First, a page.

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Older and Wiser? Birth Order and IQ of Young Men

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Author Info

  • Black, Sandra E.

    ()
    (University of Texas at Austin)

  • Devereux, Paul J.

    ()
    (University College Dublin)

  • Salvanes, Kjell G.

    ()
    (Norwegian School of Economics)

Abstract

While recent research finds strong evidence that birth order affects children’s outcomes such as education and earnings, the evidence on the effects of birth order on IQ is decidedly mixed. This paper uses a large dataset on the population of Norway that allows us to precisely measure birth order effects on IQ using both cross-sectional and within-family methods. Importantly, irrespective of method, we find a strong and significant effect of birth order on IQ, and our results suggest that earlier born children have higher IQs. Our preferred estimates suggest differences between first-borns and second-borns of about one fifth of a standard deviation or approximately 3 IQ points. Despite these large average effects, birth order only explains about 3% of the within-family variance of IQ. When we control for birth endowments, the estimated birth order effects increase. Thus, our analysis suggests that birth order effects are not biologically determined. Also, there is no evidence that birth order effects occur because later-born children are more affected by family breakdown.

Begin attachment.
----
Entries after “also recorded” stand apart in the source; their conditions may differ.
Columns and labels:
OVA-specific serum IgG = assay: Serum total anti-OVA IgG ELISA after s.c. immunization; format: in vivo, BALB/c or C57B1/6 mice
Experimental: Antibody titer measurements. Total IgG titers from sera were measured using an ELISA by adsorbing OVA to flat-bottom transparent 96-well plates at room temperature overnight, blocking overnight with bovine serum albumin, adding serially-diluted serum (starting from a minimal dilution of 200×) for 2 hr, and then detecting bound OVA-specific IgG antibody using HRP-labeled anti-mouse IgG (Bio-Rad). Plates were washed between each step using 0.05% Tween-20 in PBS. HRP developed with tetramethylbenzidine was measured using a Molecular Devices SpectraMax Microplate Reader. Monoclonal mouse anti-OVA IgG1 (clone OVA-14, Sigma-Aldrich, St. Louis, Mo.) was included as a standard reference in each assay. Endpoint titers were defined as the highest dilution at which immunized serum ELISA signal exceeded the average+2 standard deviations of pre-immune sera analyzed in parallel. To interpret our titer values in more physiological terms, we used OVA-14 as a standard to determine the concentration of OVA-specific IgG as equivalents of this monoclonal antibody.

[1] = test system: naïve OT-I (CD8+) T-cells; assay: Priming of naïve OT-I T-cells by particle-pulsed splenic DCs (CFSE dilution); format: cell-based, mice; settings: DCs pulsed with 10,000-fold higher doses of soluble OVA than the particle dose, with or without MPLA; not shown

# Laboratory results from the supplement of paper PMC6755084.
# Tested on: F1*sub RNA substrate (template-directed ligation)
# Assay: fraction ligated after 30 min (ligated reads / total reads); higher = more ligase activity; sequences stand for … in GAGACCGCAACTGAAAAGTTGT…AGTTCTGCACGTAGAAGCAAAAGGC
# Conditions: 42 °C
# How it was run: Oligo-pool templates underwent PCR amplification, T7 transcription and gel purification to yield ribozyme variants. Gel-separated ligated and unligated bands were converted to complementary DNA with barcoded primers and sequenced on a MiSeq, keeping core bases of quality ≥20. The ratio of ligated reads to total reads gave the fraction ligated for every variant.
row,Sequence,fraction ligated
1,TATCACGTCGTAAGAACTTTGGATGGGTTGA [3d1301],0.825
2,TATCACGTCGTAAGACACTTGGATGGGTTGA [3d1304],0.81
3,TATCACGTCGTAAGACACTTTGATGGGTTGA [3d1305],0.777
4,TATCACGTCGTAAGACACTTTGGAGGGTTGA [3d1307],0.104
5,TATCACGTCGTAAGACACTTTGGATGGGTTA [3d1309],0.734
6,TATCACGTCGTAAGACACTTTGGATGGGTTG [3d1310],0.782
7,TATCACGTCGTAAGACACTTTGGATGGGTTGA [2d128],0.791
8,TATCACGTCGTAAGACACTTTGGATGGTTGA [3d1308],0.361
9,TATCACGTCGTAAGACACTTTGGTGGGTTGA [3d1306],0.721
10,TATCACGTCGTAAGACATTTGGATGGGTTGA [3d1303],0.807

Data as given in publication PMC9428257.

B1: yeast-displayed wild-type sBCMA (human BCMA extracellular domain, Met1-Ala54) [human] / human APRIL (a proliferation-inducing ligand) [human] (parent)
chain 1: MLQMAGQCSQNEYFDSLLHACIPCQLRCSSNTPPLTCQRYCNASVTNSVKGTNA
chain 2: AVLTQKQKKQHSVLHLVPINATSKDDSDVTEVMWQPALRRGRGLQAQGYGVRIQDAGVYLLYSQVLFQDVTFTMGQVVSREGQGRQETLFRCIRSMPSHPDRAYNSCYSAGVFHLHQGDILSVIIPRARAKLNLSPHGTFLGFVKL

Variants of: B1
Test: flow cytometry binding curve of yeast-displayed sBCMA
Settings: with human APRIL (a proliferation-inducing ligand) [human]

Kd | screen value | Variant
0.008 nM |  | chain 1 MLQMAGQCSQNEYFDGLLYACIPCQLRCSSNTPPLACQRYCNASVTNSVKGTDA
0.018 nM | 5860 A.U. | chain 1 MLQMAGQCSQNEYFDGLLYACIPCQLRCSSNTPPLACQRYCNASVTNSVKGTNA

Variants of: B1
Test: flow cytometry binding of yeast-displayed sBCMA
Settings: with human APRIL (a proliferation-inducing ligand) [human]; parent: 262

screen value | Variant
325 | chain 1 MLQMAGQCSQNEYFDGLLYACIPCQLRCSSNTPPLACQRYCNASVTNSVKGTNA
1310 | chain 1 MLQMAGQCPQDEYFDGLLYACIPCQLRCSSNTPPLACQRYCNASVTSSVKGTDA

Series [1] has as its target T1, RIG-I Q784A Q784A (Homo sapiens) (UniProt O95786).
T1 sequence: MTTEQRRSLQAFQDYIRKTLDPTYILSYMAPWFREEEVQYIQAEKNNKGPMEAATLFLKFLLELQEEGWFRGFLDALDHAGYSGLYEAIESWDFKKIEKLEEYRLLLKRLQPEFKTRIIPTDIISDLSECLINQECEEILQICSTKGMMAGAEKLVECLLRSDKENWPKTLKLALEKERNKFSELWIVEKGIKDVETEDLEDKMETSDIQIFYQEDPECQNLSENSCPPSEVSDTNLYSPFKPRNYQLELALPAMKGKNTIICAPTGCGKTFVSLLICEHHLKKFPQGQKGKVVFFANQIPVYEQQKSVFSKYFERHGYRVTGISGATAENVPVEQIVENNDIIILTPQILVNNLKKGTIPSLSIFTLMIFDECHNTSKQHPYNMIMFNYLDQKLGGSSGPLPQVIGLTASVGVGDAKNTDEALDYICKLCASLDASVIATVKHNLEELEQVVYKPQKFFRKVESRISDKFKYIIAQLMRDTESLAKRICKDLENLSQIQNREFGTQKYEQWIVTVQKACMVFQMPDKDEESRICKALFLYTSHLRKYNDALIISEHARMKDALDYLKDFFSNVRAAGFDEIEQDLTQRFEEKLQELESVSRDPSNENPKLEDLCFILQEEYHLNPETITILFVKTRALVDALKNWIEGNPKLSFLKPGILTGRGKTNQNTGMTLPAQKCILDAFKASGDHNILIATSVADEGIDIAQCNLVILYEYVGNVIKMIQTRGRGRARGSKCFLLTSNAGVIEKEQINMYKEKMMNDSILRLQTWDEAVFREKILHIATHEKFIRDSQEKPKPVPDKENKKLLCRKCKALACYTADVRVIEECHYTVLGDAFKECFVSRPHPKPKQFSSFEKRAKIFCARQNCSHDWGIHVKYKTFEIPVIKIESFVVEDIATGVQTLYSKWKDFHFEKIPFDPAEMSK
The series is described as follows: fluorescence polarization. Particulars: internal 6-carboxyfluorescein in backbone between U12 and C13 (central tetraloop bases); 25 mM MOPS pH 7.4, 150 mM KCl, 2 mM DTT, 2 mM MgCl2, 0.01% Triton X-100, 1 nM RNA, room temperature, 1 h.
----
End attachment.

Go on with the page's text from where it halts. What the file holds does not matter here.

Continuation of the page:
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Bibliographic Info

Paper provided by Institute for the Study of Labor (IZA) in its series IZA Discussion Papers with number 3007.

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Length: 27 pages
Date of creation: Aug 2007
Date of revision:
Publication status: published in: CESifo Economic Studies, 2011, 57 (1), 103-120
Handle: RePEc:iza:izadps:dp3007

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Keywords: birth order; IQ;

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  1. Sandra E Black & Paul J Devereux & Kjell G Salvanes, 2007. "From the Cradle to the Labor Market? The Effect of Birth Weight on Adult Outcomes," The Quarterly Journal of Economics, MIT Press, vol. 122(1), pages 409-439, 02.
  2. S Black & Paul Devereux & Kjell Salvanes, 2005. "The More the Merrier? The Effect of Family Size and Birth Order on Childrens Education," CEE Discussion Papers 0050, Centre for the Economics of Education, LSE.
  3. Hanushek, Eric A, 1992. "The Trade-Off between Child Quantity and Quality," Journal of Political Economy, University of Chicago Press, vol. 100(1), pages 84-117, February.
  4. Behrman, Jere R & Taubman, Paul, 1986. "Birth Order, Schooling, and Earnings," Journal of Labor Economics, University of Chicago Press, vol. 4(3), pages S121-45, July.
  5. Alison Booth & Hiau Joo Kee, 2005. "Birth Order Matters: The Effect of Family Size and Birth Order on Educational Attainment," CEPR Discussion Papers 506, Centre for Economic Policy Research, Research School of Economics, Australian National University.
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